This is where the FDIC can step in. It has unique information about deposits, their structure and insurance status in all 4,237 banks it serves. The FDIC knows when depositors and banks can benefit from the distribution of funds under a mutual deposit agreement. This could encourage banks to use this practice by setting a threshold for uninsured deposits, above which institutions would have to pay higher premiums, unless they use mutual deposit agreements to mitigate their risk. If the FDIC wanted to be more assertive, it could include reciprocal deposit agreements in its oversight expectations for risk management. Banks that have not used the tools available to reduce uninsured deposits will face enforcement action.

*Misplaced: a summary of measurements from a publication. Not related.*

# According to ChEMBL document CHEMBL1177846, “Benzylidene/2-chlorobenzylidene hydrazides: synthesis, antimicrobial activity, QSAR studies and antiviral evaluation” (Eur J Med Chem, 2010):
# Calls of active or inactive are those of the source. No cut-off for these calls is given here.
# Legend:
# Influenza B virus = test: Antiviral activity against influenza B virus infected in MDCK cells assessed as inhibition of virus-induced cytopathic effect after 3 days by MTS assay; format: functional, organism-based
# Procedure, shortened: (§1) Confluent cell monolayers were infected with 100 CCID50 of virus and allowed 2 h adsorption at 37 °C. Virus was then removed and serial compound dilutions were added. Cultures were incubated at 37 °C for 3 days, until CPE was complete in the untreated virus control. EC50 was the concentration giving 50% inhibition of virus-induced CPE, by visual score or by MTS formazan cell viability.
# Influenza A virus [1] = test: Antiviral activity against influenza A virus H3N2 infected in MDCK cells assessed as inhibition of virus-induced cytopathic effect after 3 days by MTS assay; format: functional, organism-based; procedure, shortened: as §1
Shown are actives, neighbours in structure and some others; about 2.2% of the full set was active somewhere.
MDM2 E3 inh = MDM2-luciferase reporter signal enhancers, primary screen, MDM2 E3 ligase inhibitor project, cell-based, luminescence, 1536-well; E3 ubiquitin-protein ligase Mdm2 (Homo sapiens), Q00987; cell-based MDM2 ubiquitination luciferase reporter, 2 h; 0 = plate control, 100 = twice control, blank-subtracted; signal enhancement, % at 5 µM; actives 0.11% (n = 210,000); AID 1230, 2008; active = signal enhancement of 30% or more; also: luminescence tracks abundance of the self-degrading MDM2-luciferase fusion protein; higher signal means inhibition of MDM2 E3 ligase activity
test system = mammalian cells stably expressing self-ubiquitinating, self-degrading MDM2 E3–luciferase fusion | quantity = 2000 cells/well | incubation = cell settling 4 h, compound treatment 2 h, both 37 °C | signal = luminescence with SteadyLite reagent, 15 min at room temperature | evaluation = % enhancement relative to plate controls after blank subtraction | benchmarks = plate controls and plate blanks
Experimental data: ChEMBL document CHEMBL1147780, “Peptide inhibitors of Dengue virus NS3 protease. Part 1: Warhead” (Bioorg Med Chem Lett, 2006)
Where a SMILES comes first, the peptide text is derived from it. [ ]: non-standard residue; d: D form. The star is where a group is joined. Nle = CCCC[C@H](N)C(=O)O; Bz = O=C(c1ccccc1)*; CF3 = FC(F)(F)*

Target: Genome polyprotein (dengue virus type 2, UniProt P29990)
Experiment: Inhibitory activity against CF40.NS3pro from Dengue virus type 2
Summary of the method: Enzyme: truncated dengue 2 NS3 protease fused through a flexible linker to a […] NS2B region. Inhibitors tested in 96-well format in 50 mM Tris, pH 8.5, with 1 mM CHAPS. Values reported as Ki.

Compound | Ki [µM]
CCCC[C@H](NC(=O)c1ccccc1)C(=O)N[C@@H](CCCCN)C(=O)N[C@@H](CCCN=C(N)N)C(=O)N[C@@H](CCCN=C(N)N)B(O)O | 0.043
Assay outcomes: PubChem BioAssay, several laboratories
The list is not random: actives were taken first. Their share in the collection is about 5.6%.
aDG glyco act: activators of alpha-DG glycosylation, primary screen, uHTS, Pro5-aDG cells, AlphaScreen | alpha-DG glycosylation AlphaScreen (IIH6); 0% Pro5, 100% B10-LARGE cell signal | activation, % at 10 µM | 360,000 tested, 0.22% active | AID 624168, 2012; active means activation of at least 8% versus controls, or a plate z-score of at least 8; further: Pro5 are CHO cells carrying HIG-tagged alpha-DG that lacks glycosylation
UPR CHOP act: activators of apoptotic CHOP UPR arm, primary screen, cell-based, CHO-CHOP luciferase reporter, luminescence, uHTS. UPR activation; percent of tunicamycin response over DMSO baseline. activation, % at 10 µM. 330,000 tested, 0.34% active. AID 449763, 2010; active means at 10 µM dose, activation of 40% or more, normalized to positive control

This approach is much preferable to increasing or eliminating the deposit insurance limit, which would entail moral hazard and cost to taxpayers. In addition, the FDIC will eliminate the need for bank bailouts. And that would give regional banks, which provide important local services and spread risk throughout the system, a fighting chance.

Regulators usually resort to proven tools, whether or not they have been successful in the past. Might be worth trying something different this time.

Mr. Brooks is a former Acting Comptroller of the Currency and a member of the Board of Directors of the FDIC. Mr. Henderson is a professor of law at the University of Chicago and a visiting fellow at the Hoover Institution.